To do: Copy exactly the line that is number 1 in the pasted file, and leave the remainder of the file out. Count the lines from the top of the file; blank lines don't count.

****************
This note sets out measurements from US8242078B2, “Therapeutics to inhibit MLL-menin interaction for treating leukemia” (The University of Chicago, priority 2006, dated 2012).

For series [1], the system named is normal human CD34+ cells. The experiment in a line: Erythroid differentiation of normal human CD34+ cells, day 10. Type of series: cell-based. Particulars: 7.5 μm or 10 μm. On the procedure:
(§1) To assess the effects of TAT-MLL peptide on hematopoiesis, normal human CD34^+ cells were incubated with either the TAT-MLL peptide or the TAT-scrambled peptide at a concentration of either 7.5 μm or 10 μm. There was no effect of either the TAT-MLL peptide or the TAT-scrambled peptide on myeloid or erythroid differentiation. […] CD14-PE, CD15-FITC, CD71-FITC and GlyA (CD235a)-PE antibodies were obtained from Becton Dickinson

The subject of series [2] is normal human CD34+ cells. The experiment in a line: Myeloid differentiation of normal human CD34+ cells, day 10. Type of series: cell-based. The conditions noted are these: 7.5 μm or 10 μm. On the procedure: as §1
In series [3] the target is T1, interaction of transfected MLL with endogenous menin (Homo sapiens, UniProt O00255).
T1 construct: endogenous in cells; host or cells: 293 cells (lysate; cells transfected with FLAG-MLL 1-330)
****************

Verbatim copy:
This note sets out measurements from US8242078B2, “Therapeutics to inhibit MLL-menin interaction for treating leukemia” (The University of Chicago, priority 2006, dated 2012).